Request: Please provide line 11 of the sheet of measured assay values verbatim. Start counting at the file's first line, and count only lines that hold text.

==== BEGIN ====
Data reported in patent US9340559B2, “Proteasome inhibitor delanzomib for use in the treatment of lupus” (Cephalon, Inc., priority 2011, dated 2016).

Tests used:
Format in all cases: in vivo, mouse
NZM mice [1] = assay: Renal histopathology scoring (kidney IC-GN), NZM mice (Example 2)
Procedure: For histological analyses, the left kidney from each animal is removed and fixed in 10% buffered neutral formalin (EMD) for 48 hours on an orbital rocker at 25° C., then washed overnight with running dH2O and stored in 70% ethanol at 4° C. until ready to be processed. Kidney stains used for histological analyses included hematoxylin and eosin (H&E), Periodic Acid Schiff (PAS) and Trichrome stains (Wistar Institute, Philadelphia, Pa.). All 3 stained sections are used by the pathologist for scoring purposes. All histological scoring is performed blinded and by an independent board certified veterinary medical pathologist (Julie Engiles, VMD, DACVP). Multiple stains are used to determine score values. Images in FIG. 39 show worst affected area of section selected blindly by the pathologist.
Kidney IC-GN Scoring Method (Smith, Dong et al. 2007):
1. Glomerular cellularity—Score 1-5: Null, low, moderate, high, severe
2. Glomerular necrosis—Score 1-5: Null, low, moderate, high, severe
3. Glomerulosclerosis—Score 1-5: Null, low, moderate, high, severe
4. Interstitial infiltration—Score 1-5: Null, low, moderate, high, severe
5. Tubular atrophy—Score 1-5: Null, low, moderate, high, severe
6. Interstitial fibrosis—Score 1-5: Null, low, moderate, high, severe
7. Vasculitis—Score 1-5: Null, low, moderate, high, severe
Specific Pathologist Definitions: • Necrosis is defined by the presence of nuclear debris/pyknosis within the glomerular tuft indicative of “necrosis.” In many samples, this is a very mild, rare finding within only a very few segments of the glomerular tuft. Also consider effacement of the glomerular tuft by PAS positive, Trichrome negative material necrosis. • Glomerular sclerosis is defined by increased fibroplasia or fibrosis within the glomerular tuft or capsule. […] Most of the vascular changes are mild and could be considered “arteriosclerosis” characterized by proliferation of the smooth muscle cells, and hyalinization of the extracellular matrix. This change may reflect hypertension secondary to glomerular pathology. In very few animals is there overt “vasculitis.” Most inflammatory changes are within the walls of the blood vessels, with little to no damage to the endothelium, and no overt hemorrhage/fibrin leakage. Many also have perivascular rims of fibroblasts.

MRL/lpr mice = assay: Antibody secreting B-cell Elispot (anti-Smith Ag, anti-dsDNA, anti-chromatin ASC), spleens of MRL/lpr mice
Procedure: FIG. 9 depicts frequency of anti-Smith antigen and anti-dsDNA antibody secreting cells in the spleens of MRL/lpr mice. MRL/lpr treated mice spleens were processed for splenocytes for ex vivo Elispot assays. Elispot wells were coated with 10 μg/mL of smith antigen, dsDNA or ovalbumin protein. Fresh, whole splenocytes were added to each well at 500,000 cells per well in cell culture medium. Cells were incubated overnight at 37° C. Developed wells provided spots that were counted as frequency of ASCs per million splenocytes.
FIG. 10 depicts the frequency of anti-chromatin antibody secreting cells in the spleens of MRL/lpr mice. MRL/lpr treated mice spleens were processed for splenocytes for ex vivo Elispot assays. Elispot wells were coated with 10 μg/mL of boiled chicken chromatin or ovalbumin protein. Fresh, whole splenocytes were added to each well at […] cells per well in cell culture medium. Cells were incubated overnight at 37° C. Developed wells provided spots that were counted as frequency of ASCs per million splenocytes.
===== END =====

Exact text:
5. Tubular atrophy—Score 1-5: Null, low, moderate, high, severe